Not more, but more intelligent lighting

The dome of St. Peter’s Basilica in Rome, the Opera House in Sydney, the Empire State Building in NYC, Maputo–Katembe Bridge in Mozambique, and many other monuments around the globe were switched off for sixty minutes last Saturday, March 23rd. The Earth Hour by WWF is worldwide known as a “lights off” moment, with households and buildings turning off their lights to show symbolic support for the planet and raise awareness of the climate crisis.

Every night, when the sun goes down, about 304 million streetlamps are lighted globally, and 48 million more are to be expected by 2025, says The Climate Group. Lighting is clearly an essential, but highly impactful service, as it currently accounts for nearly 6% of global CO2 emissions and generates almost 2 billion tons of GHG each year.

We can’t simply switch lights off to reduce energy consumption and environmental footprint… but it’s true that many cities may improve streetlighting management by making their infrastructures more efficient and sustainable. In most case, our cities do not need more lighting, but more intelligent lighting.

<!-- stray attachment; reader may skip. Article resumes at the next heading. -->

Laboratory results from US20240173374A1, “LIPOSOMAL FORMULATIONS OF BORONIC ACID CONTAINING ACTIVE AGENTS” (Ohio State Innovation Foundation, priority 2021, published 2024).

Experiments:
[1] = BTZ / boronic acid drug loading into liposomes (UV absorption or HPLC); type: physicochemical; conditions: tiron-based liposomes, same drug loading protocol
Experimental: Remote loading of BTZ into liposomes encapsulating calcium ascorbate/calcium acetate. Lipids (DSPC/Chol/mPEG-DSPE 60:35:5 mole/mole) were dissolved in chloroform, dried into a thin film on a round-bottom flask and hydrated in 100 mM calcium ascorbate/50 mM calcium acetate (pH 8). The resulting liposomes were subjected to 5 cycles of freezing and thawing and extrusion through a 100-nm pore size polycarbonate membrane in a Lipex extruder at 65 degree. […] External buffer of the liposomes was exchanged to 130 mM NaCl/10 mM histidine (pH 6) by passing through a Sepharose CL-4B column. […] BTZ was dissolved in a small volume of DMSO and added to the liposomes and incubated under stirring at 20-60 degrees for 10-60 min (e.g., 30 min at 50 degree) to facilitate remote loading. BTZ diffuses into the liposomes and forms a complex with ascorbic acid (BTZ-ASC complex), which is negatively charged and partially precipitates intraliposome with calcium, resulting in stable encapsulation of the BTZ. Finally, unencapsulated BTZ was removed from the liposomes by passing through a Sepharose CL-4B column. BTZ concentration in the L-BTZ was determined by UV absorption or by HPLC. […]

Replacing old lamps with smart LED-based solutions is definitely the first step. Then, by connecting lamps and controlling them from remote, cities can define customized lighting patterns for single districts and areas. Streetlights can be turned on/off and dimmed according to programmed schedules (ie. setting a default combination for working and festive days, for residential and industrial areas, etc.), changing them whenever necessary to mirror specific local circumstances or events.

Lamps may also be integrated with motion sensors, vehicle counters, tilt sensors, and other devices, triggering condition-based dynamic lighting. This is particularly useful in low-traffic areas, where lights may be further dimmed only when no vehicle or pedestrian is passing by.

According to the U.S. Department of Energy, in the last five years a number of American municipalities switched to LED technologies and reduced their energy bills by approximately 50% over conventional lighting technologies. When implementing remote lighting controls, they experienced additional savings of 20 to 40%.

Beyond cost savings, Smart Lighting provides significant environmental benefits thanks to the reduced power consumption and carbon emissions, thus helping cities reach their carbon reduction goals. Light pollution is also mitigated, while perceived public safety increases because of improved visibility through better color rendering and more uniform lighting distribution.


Do you have a Smart Lighting project in place, or are you interested in starting a smart journey? Get in touch with our experts!


Photo source: Adobe Stock

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